Fully Indexed Interest Rate

Definition of 'Fully Indexed Interest Rate'


The interest rate on an adjustable-rate loan that is calculated by adding the margin to an index level. The interest rate on an adjustable (sometimes known as variable) rate loan is tied to a benchmark interest rate, known as an index. Popular indexes for loans are: the prime rate, LIBOR, and various U.S. Treasury bill and note rates. When calculating the fully indexed interest rate, the index level varies according to market conditions but the margin is usually a constant value.

Investopedia explains 'Fully Indexed Interest Rate'


For example, the fully indexed interest rate on an adjustable rate mortgage tied to the six-month LIBOR index with a margin of 3% would be 10% if the six-month LIBOR index were at 7%. If the six-month LIBOR index were to adjust upwards to 8%, the new fully indexed interest rate would be 11%.

For some loans, the borrower may have the option of choosing between two or more indexes to which their loan will be tied. Most popular indexes are highly correlated with each other. In general, the lower the level of an index relative to other indexes, the higher the margin on the loan. However, the margin is frequently negotiable with the lender. The choice of the index and the margin, both of which are frequently overlooked by borrowers, can make a big difference over the life of an adjustable rate loan.



comments powered by Disqus
Hot Definitions
  1. Treasury Inflation Protected Securities - TIPS

    A treasury security that is indexed to inflation in order to protect investors from the negative effects of inflation. TIPS are considered an extremely low-risk investment since they are backed by the U.S. government and since their par value rises with inflation, as measured by the Consumer Price Index, while their interest rate remains fixed.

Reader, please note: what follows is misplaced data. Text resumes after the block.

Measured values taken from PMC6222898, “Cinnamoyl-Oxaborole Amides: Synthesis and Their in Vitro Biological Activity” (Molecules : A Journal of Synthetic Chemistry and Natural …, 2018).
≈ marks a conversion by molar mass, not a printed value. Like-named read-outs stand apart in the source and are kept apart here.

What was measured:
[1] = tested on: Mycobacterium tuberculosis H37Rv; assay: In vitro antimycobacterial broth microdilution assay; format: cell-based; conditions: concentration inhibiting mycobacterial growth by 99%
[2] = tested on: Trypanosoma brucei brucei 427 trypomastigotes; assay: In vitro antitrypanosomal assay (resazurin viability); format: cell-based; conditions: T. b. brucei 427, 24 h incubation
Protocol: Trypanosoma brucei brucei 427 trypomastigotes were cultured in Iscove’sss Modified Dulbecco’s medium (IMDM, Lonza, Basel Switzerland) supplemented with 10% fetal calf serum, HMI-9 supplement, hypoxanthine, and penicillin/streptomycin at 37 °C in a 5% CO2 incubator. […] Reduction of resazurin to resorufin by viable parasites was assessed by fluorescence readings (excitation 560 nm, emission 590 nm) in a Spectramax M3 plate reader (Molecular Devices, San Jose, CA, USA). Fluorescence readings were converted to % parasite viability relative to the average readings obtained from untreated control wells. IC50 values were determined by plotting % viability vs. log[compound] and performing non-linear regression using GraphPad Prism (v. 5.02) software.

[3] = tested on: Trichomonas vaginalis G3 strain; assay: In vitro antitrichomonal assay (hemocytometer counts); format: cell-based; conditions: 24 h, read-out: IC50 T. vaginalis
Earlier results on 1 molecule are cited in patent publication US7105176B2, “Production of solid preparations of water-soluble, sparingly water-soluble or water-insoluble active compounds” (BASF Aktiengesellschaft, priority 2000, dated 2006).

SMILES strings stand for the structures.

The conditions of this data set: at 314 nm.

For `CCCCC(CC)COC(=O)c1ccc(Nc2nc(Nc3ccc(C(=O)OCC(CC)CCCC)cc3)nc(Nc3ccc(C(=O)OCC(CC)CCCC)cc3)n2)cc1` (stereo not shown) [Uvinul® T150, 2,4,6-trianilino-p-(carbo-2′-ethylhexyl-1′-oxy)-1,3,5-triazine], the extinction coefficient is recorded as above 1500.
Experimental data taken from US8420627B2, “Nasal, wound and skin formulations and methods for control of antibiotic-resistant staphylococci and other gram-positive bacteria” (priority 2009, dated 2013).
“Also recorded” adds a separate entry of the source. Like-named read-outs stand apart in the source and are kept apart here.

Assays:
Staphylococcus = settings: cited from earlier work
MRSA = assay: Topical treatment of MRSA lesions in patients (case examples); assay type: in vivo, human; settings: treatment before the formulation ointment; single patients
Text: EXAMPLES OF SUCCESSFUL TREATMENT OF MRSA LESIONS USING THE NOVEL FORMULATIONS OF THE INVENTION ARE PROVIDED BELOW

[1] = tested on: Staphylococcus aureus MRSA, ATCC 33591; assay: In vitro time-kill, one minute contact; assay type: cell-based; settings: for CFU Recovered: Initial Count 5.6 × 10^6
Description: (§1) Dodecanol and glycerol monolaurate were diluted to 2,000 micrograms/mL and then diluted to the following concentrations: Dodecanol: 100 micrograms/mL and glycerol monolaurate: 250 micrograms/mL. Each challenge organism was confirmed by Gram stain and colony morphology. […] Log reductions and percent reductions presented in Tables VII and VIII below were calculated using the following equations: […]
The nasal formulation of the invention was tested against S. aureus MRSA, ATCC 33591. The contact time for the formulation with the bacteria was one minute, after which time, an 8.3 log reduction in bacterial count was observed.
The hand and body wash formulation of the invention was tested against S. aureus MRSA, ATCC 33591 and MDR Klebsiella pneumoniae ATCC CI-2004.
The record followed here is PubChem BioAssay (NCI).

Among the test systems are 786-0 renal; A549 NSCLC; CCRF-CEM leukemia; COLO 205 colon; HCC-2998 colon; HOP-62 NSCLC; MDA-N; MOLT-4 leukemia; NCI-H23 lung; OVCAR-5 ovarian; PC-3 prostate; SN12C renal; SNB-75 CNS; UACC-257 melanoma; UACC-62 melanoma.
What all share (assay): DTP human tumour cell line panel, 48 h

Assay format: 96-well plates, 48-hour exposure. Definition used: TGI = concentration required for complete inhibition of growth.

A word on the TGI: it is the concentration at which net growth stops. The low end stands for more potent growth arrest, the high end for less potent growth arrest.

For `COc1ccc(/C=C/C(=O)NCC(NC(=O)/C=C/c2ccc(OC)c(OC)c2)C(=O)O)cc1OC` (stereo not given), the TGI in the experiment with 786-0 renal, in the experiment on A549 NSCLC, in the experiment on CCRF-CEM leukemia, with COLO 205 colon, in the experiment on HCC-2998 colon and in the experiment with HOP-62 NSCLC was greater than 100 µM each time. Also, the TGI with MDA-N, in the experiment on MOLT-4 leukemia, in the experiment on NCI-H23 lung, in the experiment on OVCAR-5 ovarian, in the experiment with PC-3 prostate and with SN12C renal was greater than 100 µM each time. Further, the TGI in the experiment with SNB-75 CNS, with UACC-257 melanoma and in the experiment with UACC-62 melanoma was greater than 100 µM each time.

2. Gilt-Edged Switching

    The selling and repurchasing of certain high-grade stocks or bonds to capture profits. Gilt-edged switching involves gilt-edged security, which can be high-grade stock or bond issued by a financially stable company such as the Blue Chip companies or by certain governments.
  3. Master Limited Partnership - MLP

    A type of limited partnership that is publicly traded. There are two types of partners in this type of partnership: The limited partner is the person or group that provides the capital to the MLP and receives periodic income distributions from the MLP's cash flow, whereas the general partner is the party responsible for managing the MLP's affairs and receives compensation that is linked to the performance of the venture.
  4. Class Action

    An action where an individual represents a group in a court claim. The judgment from the suit is for all the members of the group (class).
  5. Retail Sales

    An aggregated measure of the sales of retail goods over a stated time period, typically based on a data sampling that is extrapolated to model an entire country. In the U.S., the retail sales report is a monthly economic indicator compiled and released by the Census Bureau and the Department of Commerce.
  6. Okun's Law

    The relationship between an economy's unemployment rate and its gross national product (GNP). Twentieth-century economist Arthur Okun developed this idea, which states that when unemployment falls by 1%, GNP rises by 3%. However, the law only holds true for the U.S.
Trading Center